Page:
But Armstrong’s curious explanations for the harsh move generated more interest than the change itself, and the story therefore lives on. After initially explaining that Obamacare made him do it, a published informal transcript of his remarks to employees has him shifting the blame in part to the cost of care for two mothers and children covered by AOL’s employee health plan:
[W]e had two AOLers that had distressed babies that were born that we paid a million dollars each to make sure those babies were okay in general.
It is not clear from the reports what Armstrong meant by “distressed babies.” Also unexplained was how this particular health cost so deeply affected AOL, with over 5,000 employees, $2.3 Billion in gross revenue in 2013 (and second on Fortune’s list for profit growth), and with a CEO pulling down over $12 Million. Of course some insureds use more health care than others in any year; that’s why the cost-spreading mechanism of health insurance is so important. Or, as Deanna Fei, identifying herself in Slate as the mother of one of the babies, said,
[W]e experienced exactly the kind of unforeseeable, unpreventable medical crisis that any health plan is supposed to cover. Isn’t that the whole point of health insurance?
In short, the message is that two covered families suffered catastrophic childbirth experiences last year, and those experiences justified a reduction in retirement benefits. Really. But as even the WSJ noted, employees have privacy rights in their medical information. And the vivid description of the employees’ experiences may well constitute the release of Protected Health Information (PHI), leading to the families and their medical experiences being outed to coworkers and others.
AOL may be self-insured, in which case it operates a health plan that may be a covered entity for HIPAA purposes. And/or, AOL may have a Business Associate relationship with an insurer, third party administrator, or other covered entity. It appears, in any event, that Armstrong may have received PHI regarding these two employees – and then felt free to use the PHI as a talking point. AOL and/or its plan may have to deal with charges of violation of the following HIPAA regulation:
[With some exceptions,] a group health plan, in order to disclose protected health information to the plan sponsor or to provide for or permit the disclosure of protected health information to the plan sponsor by a health insurance issuer or HMO with respect to the group health plan, must ensure that the plan documents restrict uses and disclosures of such information by the plan sponsor consistent with the requirements of this subpart.
45 CFR 164.504(f)(1)(i). It is unlikely that disclosing the information to justify cutting back on pension benefits is a permitted disclosure.
In addition, the ADA (see 42 USC § 12112(d)) limits the use of medical information by employers – whether or not the employee is a person with a disability. The EEOC states [ ] the general rule well:
Medical records are confidential. The basic rule is that with limited exceptions, employers must keep confidential any medical information they learn about an applicant or employee.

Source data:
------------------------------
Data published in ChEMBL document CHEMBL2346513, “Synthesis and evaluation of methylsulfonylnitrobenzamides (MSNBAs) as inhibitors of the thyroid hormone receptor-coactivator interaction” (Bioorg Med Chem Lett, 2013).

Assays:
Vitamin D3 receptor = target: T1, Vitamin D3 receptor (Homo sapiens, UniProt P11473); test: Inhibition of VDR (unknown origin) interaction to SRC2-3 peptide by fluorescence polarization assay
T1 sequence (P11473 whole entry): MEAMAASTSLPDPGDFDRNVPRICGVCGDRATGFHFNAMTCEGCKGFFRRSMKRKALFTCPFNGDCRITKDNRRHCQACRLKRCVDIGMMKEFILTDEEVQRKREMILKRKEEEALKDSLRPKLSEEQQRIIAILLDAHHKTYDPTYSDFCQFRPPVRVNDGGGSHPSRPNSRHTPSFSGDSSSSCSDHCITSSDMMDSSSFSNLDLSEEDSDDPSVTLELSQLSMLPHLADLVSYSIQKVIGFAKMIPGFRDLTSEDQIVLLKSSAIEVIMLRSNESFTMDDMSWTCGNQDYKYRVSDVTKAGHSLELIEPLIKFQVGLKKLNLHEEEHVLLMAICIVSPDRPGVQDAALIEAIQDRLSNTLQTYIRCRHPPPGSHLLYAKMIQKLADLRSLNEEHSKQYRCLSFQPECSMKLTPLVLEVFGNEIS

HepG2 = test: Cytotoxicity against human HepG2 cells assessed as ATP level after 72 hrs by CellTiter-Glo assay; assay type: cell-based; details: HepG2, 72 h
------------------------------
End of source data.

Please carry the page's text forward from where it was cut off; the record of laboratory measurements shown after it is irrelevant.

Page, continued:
So, Armstrong’s discussion of his employees’ medical condition might violate the law. The tone of Armstrong’s message with respect to his employees’ benefits also raises an issue I’ve touched on in a previous post. Briefly stated, the compromises leading to the enactment of the Affordable Care Act left employment-based health coverage at the center of our health care system. Most employers are good stewards of their employees’ health coverage, and make decisions in the employees’ best interest. Some do not embrace the role of faithful agent for their employees in such matters – far from it. As we work to improve the implementation of the ACA, we should be mindful that there were and are other ways to organize our health insurance system, many of which would take the Tim Armstrongs of the world out of the position of making decisions about Americans’ health care, divesting him of the power to disclose PHI on a whim, and perhaps protecting his employees from his next cut – perhaps of their health benefits.
Treating Addiction in Pregnant Women and New Mothers: A Promising Application for Social Impact Financing?
Filed under: Children's Issues, Health Care Economics, Health Law
Cross-Posted at Bill of Health
Last week, vtdigger.org ran an interesting article by Laura Krantz on the difficulties pregnant women and new mothers who are addicted to drugs have accessing not just drug treatment but also all of the other services and supports they need. Krantz reported on a hearing before the Human Services Committee of the Vermont House of Representatives at which a new mother in recovery from addiction, “a neonatalogist, a substance abuse clinician, a Health Department employee and a representative from the Phoenix House, a residential treatment facility in Brattleboro … all said women need not only treatment, but housing, transportation and help finding jobs.”
Alice Larned, a substance abuse clinician at the Lund Family Center in Burlington, told Krantz that spaces in residential detoxification facilities are increasingly scarce. The demand for transitional housing for women who have completed inpatient detoxification also exceeds the supply. Add to this the sad fact that women can wait a year or more for an appointment with a physician who can treat them with methadone or buprenorphine. Larned told Krantz that many of the women who start treatment with her are taking buprenorphine they bought illegally, an “indication they want help ‘yet we don’t have the legitimate means for them to get this medication[.]’”
In another story that ran last week on NPR, Steve Zind spoke with Harry Chen, the Commissioner of the Vermont Department of Public Health, who emphasized the complexities inherent in treating addiction in pregnant women and new mothers. To do so successfully, Commissioner Chen explained, “requires so many different systems working together well: the social service system, the health care system, the substance abuse system and even to some extent the correctional system.”